Every single producer of livestock is looking at opportunities to reduce the use of antimicrobials, whether as a growth promotor or for therapeutic use. This does however collide with the end consumers wish for both high welfare animals and antibiotic free meat. An overlooked potential to help here is the animal’s own immune system: the impact of immune modulation by in-feed solutions is underestimated.
There is a constant drive to use specific, clearly defined ingredients to help producers reach both aims reducing antimicrobials while maintaining animal health and productivity. An area not systematically targeted yet is the immune system of an animal.
By priming the immune response with a feed additive, it is possible to enhance animal health at a minimal energy cost. Even without a disease challenge there might be a need to assist the immune system.
Several well-known diseases have a down-regulation of the immune system as part of their strategy of infecting a host. Even some of the strategies aimed at maintaining health come at a cost in terms of productivity, such as intensive vaccination programs. Not to forget young animals, whose immune system is immature, but nonetheless present. Additionally, bridging the immunity gap – when the maternal immunity is gone and the newborn‘s immune system is not well developed yet- is crucial.
Weanlings are exposed to different stress factors during this event: they are taken away from their mother and are receiving a different feed. Both are challenging for the intestinal health and the immune system. High production periods, for example during lactation and gestation, require high energy and nutrient availability, with consequently a negative impact on the immune function.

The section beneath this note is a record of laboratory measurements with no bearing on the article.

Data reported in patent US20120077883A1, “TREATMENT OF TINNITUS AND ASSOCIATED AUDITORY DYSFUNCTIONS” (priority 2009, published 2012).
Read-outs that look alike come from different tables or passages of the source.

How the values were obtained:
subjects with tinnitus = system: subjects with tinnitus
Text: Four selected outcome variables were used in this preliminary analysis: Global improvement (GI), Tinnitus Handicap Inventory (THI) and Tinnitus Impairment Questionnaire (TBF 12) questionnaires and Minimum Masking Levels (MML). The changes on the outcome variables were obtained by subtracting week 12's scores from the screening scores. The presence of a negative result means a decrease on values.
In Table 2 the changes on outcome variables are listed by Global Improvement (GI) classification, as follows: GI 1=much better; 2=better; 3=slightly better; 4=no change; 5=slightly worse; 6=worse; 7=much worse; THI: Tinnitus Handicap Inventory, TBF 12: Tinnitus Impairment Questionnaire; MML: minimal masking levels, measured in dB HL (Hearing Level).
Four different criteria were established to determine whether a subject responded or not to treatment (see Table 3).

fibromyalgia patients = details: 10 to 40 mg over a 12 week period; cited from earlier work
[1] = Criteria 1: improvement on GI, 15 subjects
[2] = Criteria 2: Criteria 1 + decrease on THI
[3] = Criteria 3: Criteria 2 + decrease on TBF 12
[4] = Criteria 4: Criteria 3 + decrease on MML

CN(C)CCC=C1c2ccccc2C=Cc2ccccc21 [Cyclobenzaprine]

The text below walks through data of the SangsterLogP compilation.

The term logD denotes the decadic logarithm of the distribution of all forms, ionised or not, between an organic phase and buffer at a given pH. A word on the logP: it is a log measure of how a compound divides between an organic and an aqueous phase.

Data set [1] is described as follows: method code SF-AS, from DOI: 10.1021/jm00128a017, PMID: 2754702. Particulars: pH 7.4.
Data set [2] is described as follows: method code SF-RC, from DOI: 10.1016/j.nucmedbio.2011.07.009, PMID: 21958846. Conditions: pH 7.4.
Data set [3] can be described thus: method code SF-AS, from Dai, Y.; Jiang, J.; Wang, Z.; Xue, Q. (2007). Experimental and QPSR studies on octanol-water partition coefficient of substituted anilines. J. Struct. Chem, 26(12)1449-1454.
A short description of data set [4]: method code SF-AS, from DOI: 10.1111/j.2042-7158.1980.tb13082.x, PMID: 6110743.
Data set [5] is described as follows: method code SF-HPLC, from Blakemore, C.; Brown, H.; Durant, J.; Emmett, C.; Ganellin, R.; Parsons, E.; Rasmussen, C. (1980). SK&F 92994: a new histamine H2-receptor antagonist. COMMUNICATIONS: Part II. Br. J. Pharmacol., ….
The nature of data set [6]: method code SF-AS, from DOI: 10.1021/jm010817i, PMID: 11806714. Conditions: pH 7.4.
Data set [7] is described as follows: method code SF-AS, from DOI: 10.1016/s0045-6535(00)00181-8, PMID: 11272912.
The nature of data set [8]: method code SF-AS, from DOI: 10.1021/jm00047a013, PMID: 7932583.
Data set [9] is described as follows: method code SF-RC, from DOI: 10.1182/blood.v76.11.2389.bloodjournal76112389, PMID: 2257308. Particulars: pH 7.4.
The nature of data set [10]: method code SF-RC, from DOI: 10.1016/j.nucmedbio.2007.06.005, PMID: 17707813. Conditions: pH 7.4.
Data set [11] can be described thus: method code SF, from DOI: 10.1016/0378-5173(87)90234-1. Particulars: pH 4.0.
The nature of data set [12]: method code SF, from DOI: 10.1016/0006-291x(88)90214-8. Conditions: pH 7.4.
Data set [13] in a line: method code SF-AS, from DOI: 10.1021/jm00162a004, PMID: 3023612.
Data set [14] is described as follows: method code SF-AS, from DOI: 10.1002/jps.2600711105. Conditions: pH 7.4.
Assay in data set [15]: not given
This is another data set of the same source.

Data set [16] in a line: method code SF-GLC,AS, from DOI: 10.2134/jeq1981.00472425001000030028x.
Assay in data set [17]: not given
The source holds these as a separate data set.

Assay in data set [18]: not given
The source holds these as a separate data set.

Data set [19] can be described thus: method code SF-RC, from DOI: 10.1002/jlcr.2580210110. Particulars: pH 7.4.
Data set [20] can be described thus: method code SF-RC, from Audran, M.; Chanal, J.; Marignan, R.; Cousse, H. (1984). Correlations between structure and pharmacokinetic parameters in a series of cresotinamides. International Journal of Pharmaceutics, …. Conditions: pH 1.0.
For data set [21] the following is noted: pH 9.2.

By supporting the immune system during above mentioned periods, there is a potential to lessen all those negative effects on the immune system. Of course, modulating the immune system always comes with the fear of serious energy costs and loss in feed conversion. The key is to target those species or ages that genuinely need support and to standardise the active ingredients and dosage to such an extent that an overregulation can be avoided.
By priming the immune response with a feed additive, a Beta-(1,3)-Glucan (Aleta) derived from a new and unique source, an alga (Euglena gracilis), it is possible to enhance animal health at a minimal energy cost. Euglena gracilis is a fresh water protist and has the ability to synthesize Beta-(1,3)-Glucan as a storage reservoir of carbon. This storage molecule is highly bioavailable as it is located in the cytoplasm of the alga and it compromises a chain of glucose molecules connected by beta-glycosidic bonds between 1 and 3 carbons.
In animals, these typical 1,3 linked glucose molecules are recognised by a receptor (Dectin-1) located on immune cells, like macrophages. They trigger a secretion of stimulatory as well as immunomodulatory cytokines, which will induce a further response of the immune system. Serving as an immune modulator in animals, Aleta can be a cost-effective in-feed solution to manage situations of disease and stress, and to support animals in antibiotic growth promoter (AGP) removal and vaccination programs.
Next to commonly used tools such as proper farm and disease management and various vaccination and treatment options; immunomodulators help to boost immune response thereby increasing the animal’s resistance to immunological challenges and optimising vaccine programs. Thus, helping to decrease economic losses in animal production. Several trials have been performed by Kemin to evaluate the benefits of using Aleta in enhancing animal health and performance of animals raised in challenging conditions, with very positive outcomes.
In summary, there are already many valid options to use in health management and programs aimed at reducing antimicrobials. The animal’s own resources however, have to date been under-exploited, in particularly opportunities to use the natural immune system. Today, Kemin is providing an efficient solution (Aleta) priming the immune system and consequently improving animal health and performance in critical or challenging conditions.
References are available upon request